education

Courtesy / Indiana GOP

Education promises to be a big topic during the upcoming legislative session. Both Governor Pence and House Republicans have outlined major school initiatives they’d like to see come to fruition next year. But what the state can afford remains to be seen.

Legislative leaders have pledged to balance the budget this session without raising taxes. That could prove challenging, since several state agencies have submitted requests that would require extra money.

Courtesy / Indiana University - Kokomo

Indiana’s legislative leaders are expressing concerns about the increasing number of out of state students at the state’s universities, which could affect state funding to those institutions.

Of Purdue’s undergraduate students, 44 percent are non-Indiana residents, and at IU-Bloomington, 43 percent of the current freshman class comprises out-of-state and international students.

This high number of out-of-state students could affect funding to such institutions, as legislators have expressed disappointment in these high numbers.

State of Indiana

Legislative leaders are split along party lines in their evaluations of Governor Mike Pence’s proposed changes to the state’s education hierarchy.

Governor Pence will eliminate the controversial Center for Education and Career Innovation, or CECI, which has been a thorn in the side of state Superintendent Glenda Ritz since its creation two years ago. 

But Pence also wants the General Assembly to allow the State Board of Education – made up of Pence appointees – to elect its own chair, a position held by Ritz. 

Pre-K Pilot Program Accepting Applications

Nov 19, 2014

Applications for On My Way Pre-K, the state’s pre-k pilot program, are now available for low-income families wishing to enroll their children.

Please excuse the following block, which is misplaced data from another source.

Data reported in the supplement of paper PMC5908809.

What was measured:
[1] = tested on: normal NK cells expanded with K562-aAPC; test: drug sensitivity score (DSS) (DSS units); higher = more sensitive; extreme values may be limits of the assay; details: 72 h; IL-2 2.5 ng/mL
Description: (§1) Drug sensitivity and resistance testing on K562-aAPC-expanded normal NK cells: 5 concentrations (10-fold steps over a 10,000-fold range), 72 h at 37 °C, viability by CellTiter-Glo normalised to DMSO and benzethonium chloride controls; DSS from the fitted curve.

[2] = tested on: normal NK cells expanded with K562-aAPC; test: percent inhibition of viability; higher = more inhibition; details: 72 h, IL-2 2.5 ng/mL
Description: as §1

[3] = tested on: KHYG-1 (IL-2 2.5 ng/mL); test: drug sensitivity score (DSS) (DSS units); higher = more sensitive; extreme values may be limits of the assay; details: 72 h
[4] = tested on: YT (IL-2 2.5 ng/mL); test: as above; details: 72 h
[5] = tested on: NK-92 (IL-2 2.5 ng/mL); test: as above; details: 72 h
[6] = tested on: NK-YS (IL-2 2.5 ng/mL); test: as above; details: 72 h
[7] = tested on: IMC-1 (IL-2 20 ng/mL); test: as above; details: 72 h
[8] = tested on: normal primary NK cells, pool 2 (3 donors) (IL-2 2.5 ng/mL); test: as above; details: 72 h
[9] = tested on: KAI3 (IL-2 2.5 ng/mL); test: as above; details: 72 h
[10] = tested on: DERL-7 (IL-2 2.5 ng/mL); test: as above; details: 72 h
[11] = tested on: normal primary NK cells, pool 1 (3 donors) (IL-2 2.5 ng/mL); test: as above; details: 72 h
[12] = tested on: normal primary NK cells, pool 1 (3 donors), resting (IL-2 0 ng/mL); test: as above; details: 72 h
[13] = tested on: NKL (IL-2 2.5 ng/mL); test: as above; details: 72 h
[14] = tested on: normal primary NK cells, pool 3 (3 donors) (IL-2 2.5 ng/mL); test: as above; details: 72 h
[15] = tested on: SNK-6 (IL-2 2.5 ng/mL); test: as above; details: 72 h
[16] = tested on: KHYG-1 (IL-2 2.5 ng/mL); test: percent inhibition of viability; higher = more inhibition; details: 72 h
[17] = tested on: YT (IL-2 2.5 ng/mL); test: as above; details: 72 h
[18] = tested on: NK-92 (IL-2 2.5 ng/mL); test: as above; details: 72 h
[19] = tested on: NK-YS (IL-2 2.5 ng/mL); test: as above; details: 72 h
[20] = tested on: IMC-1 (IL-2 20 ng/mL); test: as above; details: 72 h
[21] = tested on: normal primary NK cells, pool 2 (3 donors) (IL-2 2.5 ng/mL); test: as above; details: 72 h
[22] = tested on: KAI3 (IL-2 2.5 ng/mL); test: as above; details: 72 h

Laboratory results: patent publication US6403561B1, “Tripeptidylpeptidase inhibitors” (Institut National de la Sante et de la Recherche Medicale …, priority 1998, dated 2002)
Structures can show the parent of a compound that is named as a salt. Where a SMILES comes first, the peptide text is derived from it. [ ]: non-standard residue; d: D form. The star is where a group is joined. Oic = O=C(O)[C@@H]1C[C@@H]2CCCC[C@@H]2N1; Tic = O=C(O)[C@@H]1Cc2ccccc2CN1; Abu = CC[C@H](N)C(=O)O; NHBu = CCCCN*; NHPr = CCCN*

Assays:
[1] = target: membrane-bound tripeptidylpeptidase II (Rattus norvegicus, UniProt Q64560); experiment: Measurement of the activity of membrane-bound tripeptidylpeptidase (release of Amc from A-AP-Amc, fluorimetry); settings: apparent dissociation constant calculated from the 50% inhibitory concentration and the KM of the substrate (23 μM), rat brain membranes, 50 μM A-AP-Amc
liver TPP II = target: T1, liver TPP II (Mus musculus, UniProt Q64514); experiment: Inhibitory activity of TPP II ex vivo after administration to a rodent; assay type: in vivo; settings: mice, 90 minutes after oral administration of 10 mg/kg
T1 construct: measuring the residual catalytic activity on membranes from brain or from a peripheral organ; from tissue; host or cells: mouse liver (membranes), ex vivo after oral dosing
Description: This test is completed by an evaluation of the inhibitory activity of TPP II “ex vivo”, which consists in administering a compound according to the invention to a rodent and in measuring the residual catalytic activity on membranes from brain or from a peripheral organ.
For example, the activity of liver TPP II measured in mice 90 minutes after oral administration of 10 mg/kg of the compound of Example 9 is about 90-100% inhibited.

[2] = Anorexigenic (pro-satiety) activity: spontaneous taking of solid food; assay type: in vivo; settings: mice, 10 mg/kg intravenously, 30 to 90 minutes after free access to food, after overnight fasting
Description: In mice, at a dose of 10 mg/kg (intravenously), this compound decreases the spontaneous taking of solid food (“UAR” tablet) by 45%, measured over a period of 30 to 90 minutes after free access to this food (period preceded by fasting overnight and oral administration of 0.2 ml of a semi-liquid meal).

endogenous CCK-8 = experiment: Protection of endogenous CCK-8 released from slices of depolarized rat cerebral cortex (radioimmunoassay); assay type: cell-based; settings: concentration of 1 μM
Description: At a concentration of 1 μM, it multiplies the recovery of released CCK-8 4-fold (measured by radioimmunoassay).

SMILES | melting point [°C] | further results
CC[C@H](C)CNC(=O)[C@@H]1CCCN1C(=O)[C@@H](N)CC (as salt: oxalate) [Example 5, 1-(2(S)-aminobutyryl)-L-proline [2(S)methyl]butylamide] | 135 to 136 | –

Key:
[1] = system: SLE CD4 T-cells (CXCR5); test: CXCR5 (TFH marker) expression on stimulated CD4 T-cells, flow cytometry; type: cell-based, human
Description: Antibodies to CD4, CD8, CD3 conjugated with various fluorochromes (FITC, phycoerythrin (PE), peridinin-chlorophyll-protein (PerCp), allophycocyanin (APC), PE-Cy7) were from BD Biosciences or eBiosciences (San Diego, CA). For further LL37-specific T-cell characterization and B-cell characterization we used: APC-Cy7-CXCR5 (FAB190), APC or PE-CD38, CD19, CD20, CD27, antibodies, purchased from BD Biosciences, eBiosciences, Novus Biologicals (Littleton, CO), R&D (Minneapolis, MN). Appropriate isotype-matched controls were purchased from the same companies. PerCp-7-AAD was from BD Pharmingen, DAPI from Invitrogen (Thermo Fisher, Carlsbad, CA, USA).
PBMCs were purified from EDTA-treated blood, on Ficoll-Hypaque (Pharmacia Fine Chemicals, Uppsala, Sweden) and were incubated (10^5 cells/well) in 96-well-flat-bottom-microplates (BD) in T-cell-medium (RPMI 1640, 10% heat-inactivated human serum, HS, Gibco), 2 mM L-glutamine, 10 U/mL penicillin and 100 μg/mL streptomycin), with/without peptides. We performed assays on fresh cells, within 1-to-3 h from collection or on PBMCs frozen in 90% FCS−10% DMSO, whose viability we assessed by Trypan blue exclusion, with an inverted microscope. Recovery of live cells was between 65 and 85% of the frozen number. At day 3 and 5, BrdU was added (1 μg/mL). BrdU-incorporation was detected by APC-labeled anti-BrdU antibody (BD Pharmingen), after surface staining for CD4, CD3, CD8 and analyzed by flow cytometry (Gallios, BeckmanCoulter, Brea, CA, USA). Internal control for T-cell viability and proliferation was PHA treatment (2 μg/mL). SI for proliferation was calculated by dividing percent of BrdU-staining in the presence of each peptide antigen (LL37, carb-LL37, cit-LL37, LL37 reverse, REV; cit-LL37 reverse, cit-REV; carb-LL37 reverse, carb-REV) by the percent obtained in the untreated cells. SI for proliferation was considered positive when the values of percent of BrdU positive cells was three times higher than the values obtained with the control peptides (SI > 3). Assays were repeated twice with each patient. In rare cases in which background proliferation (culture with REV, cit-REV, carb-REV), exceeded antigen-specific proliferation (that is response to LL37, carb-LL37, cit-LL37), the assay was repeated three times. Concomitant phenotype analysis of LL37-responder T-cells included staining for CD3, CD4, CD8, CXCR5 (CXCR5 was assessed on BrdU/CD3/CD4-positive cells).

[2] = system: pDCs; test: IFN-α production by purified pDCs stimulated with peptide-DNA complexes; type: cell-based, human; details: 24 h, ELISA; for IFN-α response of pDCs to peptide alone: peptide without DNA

The applications are only available to families in Allen, Lake, Marion and Vanderburgh counties,  where the program will launch in January. Applications for Jackson County families will be  available later. 

The application asks for basic information about the family including proof of address, number  of family members, and proof of income.

Schools' A-F Grades Show Improvement

Nov 5, 2014

Indiana students are at the top of their academic game. That’s one takeaway from the state’s A-F grades, which were released Wednesday at the monthly State Board of Education  meeting. 

Around 180 more schools received A’s this year under the state’s accountability system, making  the majority of Indiana schools an A school.  Fifty-one percent of schools in the state received As, 35 percent earned Bs and Cs and 10 percent fall  in the D and F zone.  

The five counties in Indiana’s preschool pilot program met face-to-face with state officials for the first time Wednesday as they prepare to begin implementation.  Governor Mike Pence says four of the five are prepared to start their programs in January.

Indiana education officials are trying to decide whether they should incorporate student test scores into teacher evaluations this year.

The U.S. Department of Education is allowing states to decide how test scores play into teacher performance ratings and many are opting to wait another year before making any final decisions.

In fact, many states are in a transition period when it comes to academic standards.

The U.S. Department of Education is awarding Fort Wayne Community schools more  than $400,000 Thursday as part of a grant to improve school counseling programs. The district plans to use it to help its  youngest learners. 

The grant was given to 40 school districts across the country, and Fort Wayne was the only Indiana  school district to receive one.  Fort Wayne Community Schools spokesperson Krista Stockman says the district will use the money to  hire three new counselors that will serve at elementary schools in the district.

Northeast Indiana Regional Partnership

A new study from the Northeast Indiana Regional Partnership is recommending significant changes for IPFW, including switching the university's governing body.

The IPFW Roles and Governance Study used focus groups, interviews with business leaders, and historical data to come up with five recommendations for change.

They include streamlining degree programs; strengthening ties to the business community; and transferring all governance of IPFW to Indiana University.

Brandon Smith

The Indiana Commission for Higher Education wants to help college students finish their degrees on  time, unveiling Monday its ’15 to Finish’ campaign. The initiative is a coordinated, statewide effort to inform students, parents, and advisors about  the importance of taking 15 credit hours per semester.

Only 30 percent of Hoosiers complete a bachelor’s degree on time. And an extra year of college costs an average of $50,000.

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